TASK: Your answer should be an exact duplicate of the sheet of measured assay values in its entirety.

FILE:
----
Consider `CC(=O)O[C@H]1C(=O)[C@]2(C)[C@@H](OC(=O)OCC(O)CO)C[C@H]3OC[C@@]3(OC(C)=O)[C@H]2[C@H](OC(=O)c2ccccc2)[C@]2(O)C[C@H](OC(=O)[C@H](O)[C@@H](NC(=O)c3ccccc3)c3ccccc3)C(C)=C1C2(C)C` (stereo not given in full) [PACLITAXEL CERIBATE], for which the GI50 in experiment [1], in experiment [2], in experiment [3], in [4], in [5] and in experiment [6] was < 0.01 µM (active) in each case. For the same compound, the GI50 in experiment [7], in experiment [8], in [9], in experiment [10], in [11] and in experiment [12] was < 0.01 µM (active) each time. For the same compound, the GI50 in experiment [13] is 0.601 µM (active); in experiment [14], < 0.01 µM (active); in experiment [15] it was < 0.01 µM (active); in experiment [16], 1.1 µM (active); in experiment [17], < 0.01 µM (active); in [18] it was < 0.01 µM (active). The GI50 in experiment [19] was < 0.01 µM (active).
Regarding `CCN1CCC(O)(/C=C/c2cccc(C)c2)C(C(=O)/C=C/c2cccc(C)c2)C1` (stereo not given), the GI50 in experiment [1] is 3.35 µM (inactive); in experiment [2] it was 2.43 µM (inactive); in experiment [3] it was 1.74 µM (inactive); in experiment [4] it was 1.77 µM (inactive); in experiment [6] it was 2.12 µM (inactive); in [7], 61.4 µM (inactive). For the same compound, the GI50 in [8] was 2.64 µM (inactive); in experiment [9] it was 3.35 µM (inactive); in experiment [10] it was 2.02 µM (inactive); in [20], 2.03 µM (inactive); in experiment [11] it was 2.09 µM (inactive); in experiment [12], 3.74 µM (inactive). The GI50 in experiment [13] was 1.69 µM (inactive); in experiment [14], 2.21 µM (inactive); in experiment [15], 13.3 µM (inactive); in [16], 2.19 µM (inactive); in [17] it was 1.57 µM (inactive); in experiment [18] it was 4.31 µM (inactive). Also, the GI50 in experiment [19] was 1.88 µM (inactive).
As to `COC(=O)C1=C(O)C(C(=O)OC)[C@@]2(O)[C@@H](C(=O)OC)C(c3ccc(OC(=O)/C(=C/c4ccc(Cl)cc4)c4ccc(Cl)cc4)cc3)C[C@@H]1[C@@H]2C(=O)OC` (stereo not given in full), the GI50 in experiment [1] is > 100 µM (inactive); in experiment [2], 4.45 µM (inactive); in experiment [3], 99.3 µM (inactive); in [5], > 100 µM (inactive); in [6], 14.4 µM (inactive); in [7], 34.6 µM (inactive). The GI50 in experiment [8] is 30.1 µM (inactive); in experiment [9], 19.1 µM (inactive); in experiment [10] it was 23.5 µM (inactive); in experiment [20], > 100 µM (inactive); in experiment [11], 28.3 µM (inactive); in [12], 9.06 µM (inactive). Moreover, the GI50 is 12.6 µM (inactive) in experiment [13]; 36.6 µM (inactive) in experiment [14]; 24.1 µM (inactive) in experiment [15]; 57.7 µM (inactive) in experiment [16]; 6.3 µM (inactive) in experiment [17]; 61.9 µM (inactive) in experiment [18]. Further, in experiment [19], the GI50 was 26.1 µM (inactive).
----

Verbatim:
Consider `CC(=O)O[C@H]1C(=O)[C@]2(C)[C@@H](OC(=O)OCC(O)CO)C[C@H]3OC[C@@]3(OC(C)=O)[C@H]2[C@H](OC(=O)c2ccccc2)[C@]2(O)C[C@H](OC(=O)[C@H](O)[C@@H](NC(=O)c3ccccc3)c3ccccc3)C(C)=C1C2(C)C` (stereo not given in full) [PACLITAXEL CERIBATE], for which the GI50 in experiment [1], in experiment [2], in experiment [3], in [4], in [5] and in experiment [6] was < 0.01 µM (active) in each case. For the same compound, the GI50 in experiment [7], in experiment [8], in [9], in experiment [10], in [11] and in experiment [12] was < 0.01 µM (active) each time. For the same compound, the GI50 in experiment [13] is 0.601 µM (active); in experiment [14], < 0.01 µM (active); in experiment [15] it was < 0.01 µM (active); in experiment [16], 1.1 µM (active); in experiment [17], < 0.01 µM (active); in [18] it was < 0.01 µM (active). The GI50 in experiment [19] was < 0.01 µM (active).
Regarding `CCN1CCC(O)(/C=C/c2cccc(C)c2)C(C(=O)/C=C/c2cccc(C)c2)C1` (stereo not given), the GI50 in experiment [1] is 3.35 µM (inactive); in experiment [2] it was 2.43 µM (inactive); in experiment [3] it was 1.74 µM (inactive); in experiment [4] it was 1.77 µM (inactive); in experiment [6] it was 2.12 µM (inactive); in [7], 61.4 µM (inactive). For the same compound, the GI50 in [8] was 2.64 µM (inactive); in experiment [9] it was 3.35 µM (inactive); in experiment [10] it was 2.02 µM (inactive); in [20], 2.03 µM (inactive); in experiment [11] it was 2.09 µM (inactive); in experiment [12], 3.74 µM (inactive). The GI50 in experiment [13] was 1.69 µM (inactive); in experiment [14], 2.21 µM (inactive); in experiment [15], 13.3 µM (inactive); in [16], 2.19 µM (inactive); in [17] it was 1.57 µM (inactive); in experiment [18] it was 4.31 µM (inactive). Also, the GI50 in experiment [19] was 1.88 µM (inactive).
As to `COC(=O)C1=C(O)C(C(=O)OC)[C@@]2(O)[C@@H](C(=O)OC)C(c3ccc(OC(=O)/C(=C/c4ccc(Cl)cc4)c4ccc(Cl)cc4)cc3)C[C@@H]1[C@@H]2C(=O)OC` (stereo not given in full), the GI50 in experiment [1] is > 100 µM (inactive); in experiment [2], 4.45 µM (inactive); in experiment [3], 99.3 µM (inactive); in [5], > 100 µM (inactive); in [6], 14.4 µM (inactive); in [7], 34.6 µM (inactive). The GI50 in experiment [8] is 30.1 µM (inactive); in experiment [9], 19.1 µM (inactive); in experiment [10] it was 23.5 µM (inactive); in experiment [20], > 100 µM (inactive); in experiment [11], 28.3 µM (inactive); in [12], 9.06 µM (inactive). Moreover, the GI50 is 12.6 µM (inactive) in experiment [13]; 36.6 µM (inactive) in experiment [14]; 24.1 µM (inactive) in experiment [15]; 57.7 µM (inactive) in experiment [16]; 6.3 µM (inactive) in experiment [17]; 61.9 µM (inactive) in experiment [18]. Further, in experiment [19], the GI50 was 26.1 µM (inactive).